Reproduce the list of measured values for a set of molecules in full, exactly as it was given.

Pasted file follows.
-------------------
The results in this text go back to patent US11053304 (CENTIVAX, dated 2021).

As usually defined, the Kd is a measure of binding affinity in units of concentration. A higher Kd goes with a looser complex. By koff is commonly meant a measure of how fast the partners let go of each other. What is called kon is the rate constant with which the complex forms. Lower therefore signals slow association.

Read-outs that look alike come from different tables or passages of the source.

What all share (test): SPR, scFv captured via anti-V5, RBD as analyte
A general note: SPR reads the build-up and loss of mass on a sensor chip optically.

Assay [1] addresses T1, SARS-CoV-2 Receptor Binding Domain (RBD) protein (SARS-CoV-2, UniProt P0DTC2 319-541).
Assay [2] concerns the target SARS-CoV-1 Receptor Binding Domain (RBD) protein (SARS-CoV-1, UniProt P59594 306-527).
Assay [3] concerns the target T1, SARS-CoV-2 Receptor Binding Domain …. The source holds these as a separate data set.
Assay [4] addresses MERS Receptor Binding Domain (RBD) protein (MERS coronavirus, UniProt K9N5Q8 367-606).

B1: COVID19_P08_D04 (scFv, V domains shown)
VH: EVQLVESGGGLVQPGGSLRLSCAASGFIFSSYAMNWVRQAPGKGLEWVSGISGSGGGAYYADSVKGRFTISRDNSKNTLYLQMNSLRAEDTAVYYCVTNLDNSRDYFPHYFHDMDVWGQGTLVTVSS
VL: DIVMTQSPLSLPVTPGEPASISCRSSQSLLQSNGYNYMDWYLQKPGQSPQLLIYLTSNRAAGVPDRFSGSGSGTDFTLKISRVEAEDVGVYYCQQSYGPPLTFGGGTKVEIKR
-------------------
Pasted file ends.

The results in this text go back to patent US11053304 (CENTIVAX, dated 2021).

As usually defined, the Kd is a measure of binding affinity in units of concentration. A higher Kd goes with a looser complex. By koff is commonly meant a measure of how fast the partners let go of each other. What is called kon is the rate constant with which the complex forms. Lower therefore signals slow association.

Read-outs that look alike come from different tables or passages of the source.

What all share (test): SPR, scFv captured via anti-V5, RBD as analyte
A general note: SPR reads the build-up and loss of mass on a sensor chip optically.

Assay [1] addresses T1, SARS-CoV-2 Receptor Binding Domain (RBD) protein (SARS-CoV-2, UniProt P0DTC2 319-541).
Assay [2] concerns the target SARS-CoV-1 Receptor Binding Domain (RBD) protein (SARS-CoV-1, UniProt P59594 306-527).
Assay [3] concerns the target T1, SARS-CoV-2 Receptor Binding Domain …. The source holds these as a separate data set.
Assay [4] addresses MERS Receptor Binding Domain (RBD) protein (MERS coronavirus, UniProt K9N5Q8 367-606).

B1: COVID19_P08_D04 (scFv, V domains shown)
VH: EVQLVESGGGLVQPGGSLRLSCAASGFIFSSYAMNWVRQAPGKGLEWVSGISGSGGGAYYADSVKGRFTISRDNSKNTLYLQMNSLRAEDTAVYYCVTNLDNSRDYFPHYFHDMDVWGQGTLVTVSS
VL: DIVMTQSPLSLPVTPGEPASISCRSSQSLLQSNGYNYMDWYLQKPGQSPQLLIYLTSNRAAGVPDRFSGSGSGTDFTLKISRVEAEDVGVYYCQQSYGPPLTFGGGTKVEIKR